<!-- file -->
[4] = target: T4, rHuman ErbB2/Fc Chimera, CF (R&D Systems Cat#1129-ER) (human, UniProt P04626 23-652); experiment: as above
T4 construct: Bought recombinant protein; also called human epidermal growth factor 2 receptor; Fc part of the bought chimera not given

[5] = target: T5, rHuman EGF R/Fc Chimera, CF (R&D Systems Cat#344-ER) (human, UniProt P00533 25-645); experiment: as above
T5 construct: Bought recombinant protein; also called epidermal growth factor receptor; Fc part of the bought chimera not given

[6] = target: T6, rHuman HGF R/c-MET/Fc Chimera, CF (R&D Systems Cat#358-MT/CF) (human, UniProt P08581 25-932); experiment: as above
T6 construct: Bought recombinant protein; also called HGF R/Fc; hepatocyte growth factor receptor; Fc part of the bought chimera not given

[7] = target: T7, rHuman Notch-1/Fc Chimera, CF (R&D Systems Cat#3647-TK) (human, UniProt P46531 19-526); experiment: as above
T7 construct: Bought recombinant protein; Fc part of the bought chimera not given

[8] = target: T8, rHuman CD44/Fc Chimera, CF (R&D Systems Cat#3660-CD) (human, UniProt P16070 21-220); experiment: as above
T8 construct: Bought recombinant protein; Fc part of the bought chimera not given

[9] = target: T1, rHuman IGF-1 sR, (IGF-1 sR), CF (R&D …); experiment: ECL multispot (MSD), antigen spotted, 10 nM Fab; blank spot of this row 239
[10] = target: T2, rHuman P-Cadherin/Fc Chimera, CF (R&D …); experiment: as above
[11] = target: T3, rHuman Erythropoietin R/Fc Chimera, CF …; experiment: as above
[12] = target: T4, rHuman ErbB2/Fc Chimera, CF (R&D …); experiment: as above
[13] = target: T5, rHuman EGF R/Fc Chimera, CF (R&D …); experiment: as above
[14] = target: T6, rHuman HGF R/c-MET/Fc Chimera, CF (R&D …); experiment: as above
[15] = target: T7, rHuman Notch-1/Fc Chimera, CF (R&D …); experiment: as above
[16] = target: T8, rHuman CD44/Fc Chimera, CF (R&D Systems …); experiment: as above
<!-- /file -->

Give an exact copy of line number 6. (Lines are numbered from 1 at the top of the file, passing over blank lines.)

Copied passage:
T6 construct: Bought recombinant protein; also called HGF R/Fc; hepatocyte growth factor receptor; Fc part of the bought chimera not given